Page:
It is important to also know that the Dream Act isn’t simply a bill that legalizes everyone automatically as the opponents of the bill might assume- undocumented immigrants have to work hard and be patient. The Dream Act will apply if you came to the United States before the age of 16, have lived in the US for at least 5 years, and if you’ve graduated from high school or have completed either 2 years of college or 2 years of service in the military. If these requirements have been met, there would be a six year temporary residency, where if everything is completed, then permanent residency and possibly citizenship would be granted. Some opponents might argue that American taxpayer money shouldn’t be given to non-Americans; however it is important to realize we’ve invested in their education up to high school so it would be a waste of time and money to not follow through when they’ve shown they are truly interested in giving back to the US.
Overall, the Dream Act would be a great incentive to finish an education, the working force would improve, there would be an increase in the military and there would be lower crime rates. Essentially, by passing it, all sectors of American society will benefit. Giving the opportunity is simply a right humane thing to do.





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This article has 10 comments. Post your own now!

sandyy said...
Oct. 28, 2011 at 4:18 pm
I love tis research, helps out alot with mine because i didnt knou of proper language so that I wouldn't ofend anyone.
 
JESPINo14 said...
May 31, 2011 at 8:40 pm
I completely agree and in fact look up to you for having such pride in your culture. We are frowned upon in this country and our hard work isn't pointed out as much as our flaws are. Instead of always calling us out because of our illegal status why are we not rewarded for all the hard work we do for such little pay! The talk of immigration always gets me angry.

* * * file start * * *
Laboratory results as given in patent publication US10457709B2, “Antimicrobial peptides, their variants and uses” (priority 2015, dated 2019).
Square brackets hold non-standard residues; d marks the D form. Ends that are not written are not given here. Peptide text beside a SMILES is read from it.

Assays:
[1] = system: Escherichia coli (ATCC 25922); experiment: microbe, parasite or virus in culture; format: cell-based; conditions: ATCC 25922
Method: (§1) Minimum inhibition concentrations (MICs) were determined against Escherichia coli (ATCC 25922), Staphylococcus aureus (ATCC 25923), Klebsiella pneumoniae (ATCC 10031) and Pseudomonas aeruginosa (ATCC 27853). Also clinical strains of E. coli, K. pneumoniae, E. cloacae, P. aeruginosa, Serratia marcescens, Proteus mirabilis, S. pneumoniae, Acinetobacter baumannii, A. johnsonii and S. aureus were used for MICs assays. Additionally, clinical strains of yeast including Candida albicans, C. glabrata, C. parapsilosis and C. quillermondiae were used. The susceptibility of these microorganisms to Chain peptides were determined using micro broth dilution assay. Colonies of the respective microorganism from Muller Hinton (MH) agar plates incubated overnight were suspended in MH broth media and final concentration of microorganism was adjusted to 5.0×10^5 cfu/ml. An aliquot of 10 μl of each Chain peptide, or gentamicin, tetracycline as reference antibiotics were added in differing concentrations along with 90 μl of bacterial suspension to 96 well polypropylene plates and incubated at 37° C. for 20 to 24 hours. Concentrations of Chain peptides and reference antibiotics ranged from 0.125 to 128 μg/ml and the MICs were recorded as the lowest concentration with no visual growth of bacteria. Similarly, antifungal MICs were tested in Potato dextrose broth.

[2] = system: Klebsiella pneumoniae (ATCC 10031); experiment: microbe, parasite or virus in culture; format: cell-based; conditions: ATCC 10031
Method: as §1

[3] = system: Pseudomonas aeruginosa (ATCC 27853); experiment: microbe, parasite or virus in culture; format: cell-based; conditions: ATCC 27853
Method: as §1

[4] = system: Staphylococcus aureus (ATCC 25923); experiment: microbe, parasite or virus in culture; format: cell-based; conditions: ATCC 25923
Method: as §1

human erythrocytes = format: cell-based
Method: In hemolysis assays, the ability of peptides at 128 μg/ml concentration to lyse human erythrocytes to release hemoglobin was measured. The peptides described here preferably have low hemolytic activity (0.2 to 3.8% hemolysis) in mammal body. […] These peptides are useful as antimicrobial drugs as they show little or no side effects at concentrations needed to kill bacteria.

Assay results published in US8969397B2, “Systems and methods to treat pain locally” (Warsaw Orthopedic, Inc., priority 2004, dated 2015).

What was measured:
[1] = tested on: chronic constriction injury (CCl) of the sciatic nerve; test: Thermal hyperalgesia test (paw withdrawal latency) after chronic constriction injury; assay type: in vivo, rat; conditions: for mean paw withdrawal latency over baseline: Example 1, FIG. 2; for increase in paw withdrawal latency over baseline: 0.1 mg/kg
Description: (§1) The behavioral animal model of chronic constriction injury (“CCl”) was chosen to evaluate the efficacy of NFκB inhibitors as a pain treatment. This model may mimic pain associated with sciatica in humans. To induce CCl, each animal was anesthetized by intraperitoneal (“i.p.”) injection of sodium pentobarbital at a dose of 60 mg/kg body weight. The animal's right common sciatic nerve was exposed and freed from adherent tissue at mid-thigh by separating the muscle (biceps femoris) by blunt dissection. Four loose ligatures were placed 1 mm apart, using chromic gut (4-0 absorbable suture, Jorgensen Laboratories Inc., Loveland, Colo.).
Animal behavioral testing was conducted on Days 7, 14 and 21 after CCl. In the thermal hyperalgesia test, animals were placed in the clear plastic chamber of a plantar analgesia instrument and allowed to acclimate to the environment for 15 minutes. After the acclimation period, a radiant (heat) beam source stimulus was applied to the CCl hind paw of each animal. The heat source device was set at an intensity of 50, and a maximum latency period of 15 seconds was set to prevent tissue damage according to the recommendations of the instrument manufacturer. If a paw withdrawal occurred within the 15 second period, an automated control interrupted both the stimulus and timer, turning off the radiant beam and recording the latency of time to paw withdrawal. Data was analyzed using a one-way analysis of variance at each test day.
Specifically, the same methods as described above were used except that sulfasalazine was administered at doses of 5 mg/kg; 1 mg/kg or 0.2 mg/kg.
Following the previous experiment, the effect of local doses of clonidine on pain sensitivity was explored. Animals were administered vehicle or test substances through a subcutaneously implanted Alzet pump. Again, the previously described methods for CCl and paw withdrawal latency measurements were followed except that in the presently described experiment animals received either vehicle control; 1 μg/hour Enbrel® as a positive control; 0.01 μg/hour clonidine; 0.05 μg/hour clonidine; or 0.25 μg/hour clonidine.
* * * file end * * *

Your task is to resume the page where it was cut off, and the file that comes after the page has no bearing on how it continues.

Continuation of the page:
NAGELICA replied...
today at 12:08 pm
i can agree
 
LR:D said...
Nov. 29, 2010 at 8:15 pm
i like the information on the articel. helps me with my own research but u should not call immigrants that come to this country the proper way "illegel". no human being is ilegal. some people get offended by that even though the media uses it all the time. the proper way would be undocumented
 
princess6 said...
Jul. 9, 2010 at 5:40 pm
I'm a proud Mexican, and in fact many of my relatives were immigrants now proud American citizens . The immigration topic is one of the hardest topics for me to hear about because it's the one closest to my heart. My point is people come here for a better future and to live out the American dream and we shall not penalize them for doing so. ;)
 
Joan_G said...
May 3, 2010 at 9:10 pm
thank you all for your comments!
 
Anise said...
May 3, 2010 at 11:30 am
Hmm, so there does exist a fine line between acceptance and tolerance and people DO feel and recognize the difference?  Quite poignant...not surprised, coming from you!  So proud :)
 
Paula V. said...
May 3, 2010 at 11:08 am
can totally relate to this.very persuasive and effective with your arguments. :D
 
M&MS said...
May 3, 2010 at 11:05 am
This article contains various facts that creates another view on the DREAM act where it is fully understanded. :D
 
KMN! said...
May 3, 2010 at 11:01 am
This is boss. There was a consistently strong logical appeal throught the whole piece.